The second piece – the premiere performance of Mutant Theatre – Act III for solo percussionist was performed stunningly by Vanessa Tomlinson. I’m not sure what implications the titles of the Mutant Theatre pieces have (Mutant Theatre and Mutant Theatre – Act II, Sc. 5 appeared on Pateras’s 2004 CD release on the Tzadik label), as there was no program note. I’m not sure if the ‘theatre’ refers to a possibility for performance as a work of mutant musical theatre, or simply the equally stimulating physical theatre of percussive performance. Written in 2008, this work is interesting both in terms of what has changed in Pateras’s language in this time, and what has remained the same. The work opens with a delicate and dazzling play of densities, owing not a small amount to the percussion music of Iannis Xenakis. That’s where the resemblance to Xenakis ends, however, as Pateras makes very clear that his focus is still first and foremost on timbral exploration and juxtaposition.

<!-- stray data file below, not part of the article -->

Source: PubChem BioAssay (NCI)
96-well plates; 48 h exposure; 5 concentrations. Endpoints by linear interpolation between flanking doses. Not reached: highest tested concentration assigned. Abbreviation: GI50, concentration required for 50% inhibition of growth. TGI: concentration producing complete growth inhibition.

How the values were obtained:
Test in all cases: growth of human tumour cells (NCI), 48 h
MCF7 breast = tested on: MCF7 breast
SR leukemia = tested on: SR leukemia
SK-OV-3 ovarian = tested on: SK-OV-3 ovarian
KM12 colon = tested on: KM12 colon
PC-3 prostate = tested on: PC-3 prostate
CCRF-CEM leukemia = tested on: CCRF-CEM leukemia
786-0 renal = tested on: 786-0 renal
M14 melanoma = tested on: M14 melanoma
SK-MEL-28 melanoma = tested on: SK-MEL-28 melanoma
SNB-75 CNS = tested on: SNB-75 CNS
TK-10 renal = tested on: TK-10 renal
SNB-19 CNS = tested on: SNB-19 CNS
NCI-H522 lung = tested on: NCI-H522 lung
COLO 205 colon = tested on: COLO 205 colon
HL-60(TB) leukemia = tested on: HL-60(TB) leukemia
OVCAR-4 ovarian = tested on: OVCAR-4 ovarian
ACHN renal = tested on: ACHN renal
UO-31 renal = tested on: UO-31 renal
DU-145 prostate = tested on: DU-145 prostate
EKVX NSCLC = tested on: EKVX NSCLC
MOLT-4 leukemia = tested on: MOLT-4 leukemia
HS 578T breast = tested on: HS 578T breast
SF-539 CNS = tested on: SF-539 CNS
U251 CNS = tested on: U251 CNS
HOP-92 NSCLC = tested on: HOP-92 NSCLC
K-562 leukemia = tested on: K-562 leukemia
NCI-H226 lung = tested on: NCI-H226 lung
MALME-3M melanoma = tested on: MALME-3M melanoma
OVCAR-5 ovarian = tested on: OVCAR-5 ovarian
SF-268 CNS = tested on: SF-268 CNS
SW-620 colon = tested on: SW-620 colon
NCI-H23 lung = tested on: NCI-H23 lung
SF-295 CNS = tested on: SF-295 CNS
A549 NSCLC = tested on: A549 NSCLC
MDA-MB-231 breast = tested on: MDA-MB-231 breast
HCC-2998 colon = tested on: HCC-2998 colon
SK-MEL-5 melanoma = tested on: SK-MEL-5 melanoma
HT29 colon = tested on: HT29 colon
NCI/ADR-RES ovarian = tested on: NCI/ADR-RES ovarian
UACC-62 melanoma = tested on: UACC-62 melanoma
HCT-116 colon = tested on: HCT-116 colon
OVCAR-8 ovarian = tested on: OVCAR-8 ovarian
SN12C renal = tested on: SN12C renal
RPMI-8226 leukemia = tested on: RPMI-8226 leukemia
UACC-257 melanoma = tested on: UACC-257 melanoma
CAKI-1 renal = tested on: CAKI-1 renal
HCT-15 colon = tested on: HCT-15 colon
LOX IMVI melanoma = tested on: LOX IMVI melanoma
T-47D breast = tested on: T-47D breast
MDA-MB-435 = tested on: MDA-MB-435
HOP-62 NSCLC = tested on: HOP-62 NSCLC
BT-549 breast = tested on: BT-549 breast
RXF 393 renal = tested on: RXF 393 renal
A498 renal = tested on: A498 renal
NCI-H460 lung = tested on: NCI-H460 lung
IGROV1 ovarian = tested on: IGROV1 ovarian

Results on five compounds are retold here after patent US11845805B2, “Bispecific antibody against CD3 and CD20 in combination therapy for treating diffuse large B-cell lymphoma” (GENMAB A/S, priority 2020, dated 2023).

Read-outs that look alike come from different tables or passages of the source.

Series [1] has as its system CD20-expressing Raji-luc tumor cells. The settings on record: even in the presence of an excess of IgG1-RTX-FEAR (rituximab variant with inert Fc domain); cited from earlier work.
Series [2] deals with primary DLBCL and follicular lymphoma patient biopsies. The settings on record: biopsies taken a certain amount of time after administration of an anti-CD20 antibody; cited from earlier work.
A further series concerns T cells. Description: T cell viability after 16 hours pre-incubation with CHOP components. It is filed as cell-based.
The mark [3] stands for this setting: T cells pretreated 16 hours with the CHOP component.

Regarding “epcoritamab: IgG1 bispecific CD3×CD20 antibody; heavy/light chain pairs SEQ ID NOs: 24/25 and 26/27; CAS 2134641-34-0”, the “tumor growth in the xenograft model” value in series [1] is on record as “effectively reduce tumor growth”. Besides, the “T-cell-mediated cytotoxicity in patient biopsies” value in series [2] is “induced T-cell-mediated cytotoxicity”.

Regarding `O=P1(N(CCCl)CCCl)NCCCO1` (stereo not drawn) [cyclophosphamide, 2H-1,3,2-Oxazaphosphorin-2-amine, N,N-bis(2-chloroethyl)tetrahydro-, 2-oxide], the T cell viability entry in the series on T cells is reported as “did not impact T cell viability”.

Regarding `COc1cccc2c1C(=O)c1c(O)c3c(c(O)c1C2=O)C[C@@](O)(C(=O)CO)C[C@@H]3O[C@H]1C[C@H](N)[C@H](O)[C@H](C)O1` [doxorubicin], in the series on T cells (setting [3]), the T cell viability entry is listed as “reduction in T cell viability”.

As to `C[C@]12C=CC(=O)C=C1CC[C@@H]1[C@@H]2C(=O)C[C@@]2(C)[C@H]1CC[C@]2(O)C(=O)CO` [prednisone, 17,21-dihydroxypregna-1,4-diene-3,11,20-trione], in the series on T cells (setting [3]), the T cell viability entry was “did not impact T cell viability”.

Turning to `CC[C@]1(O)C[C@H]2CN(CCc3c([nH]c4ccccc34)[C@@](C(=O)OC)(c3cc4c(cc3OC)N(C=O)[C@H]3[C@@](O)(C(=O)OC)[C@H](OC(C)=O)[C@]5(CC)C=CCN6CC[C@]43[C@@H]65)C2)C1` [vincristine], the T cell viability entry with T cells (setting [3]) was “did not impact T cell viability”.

Mutant Theatre – Act III retains, too, the formal strategies of the earlier work, consisting of a series of vignettes each featuring a significantly (often radically) changed instrumental/timbral pallette. Over the rather long span of the work, the sequential presentation of a series of discrete sonic spaces predetermines the mode of architectural reception – the structure effectively stymies any mid-level cross-referencing and development/juxtaposition of different ideas. The effect is like being transported instantaneously to a foreign environment. You can look around, and the detail is very beautiful, but you are then transported instantaneously to another environment, and then another. This is all very well, but I would have liked the opportunity (to continue the analogy) to walk around a bit, pick up some dirt, or smash some rocks together. I found myself wondering if the disjuncture I was perceiving would have been mitigated by, say, a crack team of two or even three percussionists alternating individual vignettes (dare I call them movements?) so that the break for the obligatory change of mallets and instruments could be a little less disruptive, and a little more pregnant.